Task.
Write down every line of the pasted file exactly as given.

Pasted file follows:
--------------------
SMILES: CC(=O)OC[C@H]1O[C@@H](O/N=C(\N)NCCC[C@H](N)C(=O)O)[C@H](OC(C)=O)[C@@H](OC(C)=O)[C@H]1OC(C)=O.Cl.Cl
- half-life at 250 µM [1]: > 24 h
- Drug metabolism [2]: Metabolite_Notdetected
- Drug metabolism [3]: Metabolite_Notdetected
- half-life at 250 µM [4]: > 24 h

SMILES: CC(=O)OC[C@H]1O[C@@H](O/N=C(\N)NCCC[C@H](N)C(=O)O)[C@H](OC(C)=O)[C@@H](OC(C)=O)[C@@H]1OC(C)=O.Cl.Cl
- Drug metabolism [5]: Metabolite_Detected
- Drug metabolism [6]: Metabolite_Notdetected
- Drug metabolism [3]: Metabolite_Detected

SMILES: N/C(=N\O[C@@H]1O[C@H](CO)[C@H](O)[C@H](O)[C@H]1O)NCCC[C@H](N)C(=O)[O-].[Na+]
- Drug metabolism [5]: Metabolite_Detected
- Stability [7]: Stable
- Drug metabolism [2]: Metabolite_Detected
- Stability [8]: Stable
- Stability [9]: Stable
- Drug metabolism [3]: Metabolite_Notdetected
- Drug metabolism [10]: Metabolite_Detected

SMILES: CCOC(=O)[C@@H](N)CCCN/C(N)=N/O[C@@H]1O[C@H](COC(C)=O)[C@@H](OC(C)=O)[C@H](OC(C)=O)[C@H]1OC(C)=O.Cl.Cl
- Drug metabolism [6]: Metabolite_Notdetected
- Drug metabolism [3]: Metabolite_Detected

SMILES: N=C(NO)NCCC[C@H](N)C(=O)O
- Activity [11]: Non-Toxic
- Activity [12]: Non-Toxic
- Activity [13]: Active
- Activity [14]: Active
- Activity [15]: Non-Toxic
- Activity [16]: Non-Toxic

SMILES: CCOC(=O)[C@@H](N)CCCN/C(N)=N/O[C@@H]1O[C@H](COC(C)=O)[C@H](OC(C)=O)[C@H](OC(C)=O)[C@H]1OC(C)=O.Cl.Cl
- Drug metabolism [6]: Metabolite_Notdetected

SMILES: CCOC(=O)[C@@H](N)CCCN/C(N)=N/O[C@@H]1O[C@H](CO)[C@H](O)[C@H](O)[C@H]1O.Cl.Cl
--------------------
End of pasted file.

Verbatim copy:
SMILES: CC(=O)OC[C@H]1O[C@@H](O/N=C(\N)NCCC[C@H](N)C(=O)O)[C@H](OC(C)=O)[C@@H](OC(C)=O)[C@H]1OC(C)=O.Cl.Cl
- half-life at 250 µM [1]: > 24 h
- Drug metabolism [2]: Metabolite_Notdetected
- Drug metabolism [3]: Metabolite_Notdetected
- half-life at 250 µM [4]: > 24 h

SMILES: CC(=O)OC[C@H]1O[C@@H](O/N=C(\N)NCCC[C@H](N)C(=O)O)[C@H](OC(C)=O)[C@@H](OC(C)=O)[C@@H]1OC(C)=O.Cl.Cl
- Drug metabolism [5]: Metabolite_Detected
- Drug metabolism [6]: Metabolite_Notdetected
- Drug metabolism [3]: Metabolite_Detected

SMILES: N/C(=N\O[C@@H]1O[C@H](CO)[C@H](O)[C@H](O)[C@H]1O)NCCC[C@H](N)C(=O)[O-].[Na+]
- Drug metabolism [5]: Metabolite_Detected
- Stability [7]: Stable
- Drug metabolism [2]: Metabolite_Detected
- Stability [8]: Stable
- Stability [9]: Stable
- Drug metabolism [3]: Metabolite_Notdetected
- Drug metabolism [10]: Metabolite_Detected

SMILES: CCOC(=O)[C@@H](N)CCCN/C(N)=N/O[C@@H]1O[C@H](COC(C)=O)[C@@H](OC(C)=O)[C@H](OC(C)=O)[C@H]1OC(C)=O.Cl.Cl
- Drug metabolism [6]: Metabolite_Notdetected
- Drug metabolism [3]: Metabolite_Detected

SMILES: N=C(NO)NCCC[C@H](N)C(=O)O
- Activity [11]: Non-Toxic
- Activity [12]: Non-Toxic
- Activity [13]: Active
- Activity [14]: Active
- Activity [15]: Non-Toxic
- Activity [16]: Non-Toxic

SMILES: CCOC(=O)[C@@H](N)CCCN/C(N)=N/O[C@@H]1O[C@H](COC(C)=O)[C@H](OC(C)=O)[C@H](OC(C)=O)[C@H]1OC(C)=O.Cl.Cl
- Drug metabolism [6]: Metabolite_Notdetected

SMILES: CCOC(=O)[C@@H](N)CCCN/C(N)=N/O[C@@H]1O[C@H](CO)[C@H](O)[C@H](O)[C@H]1O.Cl.Cl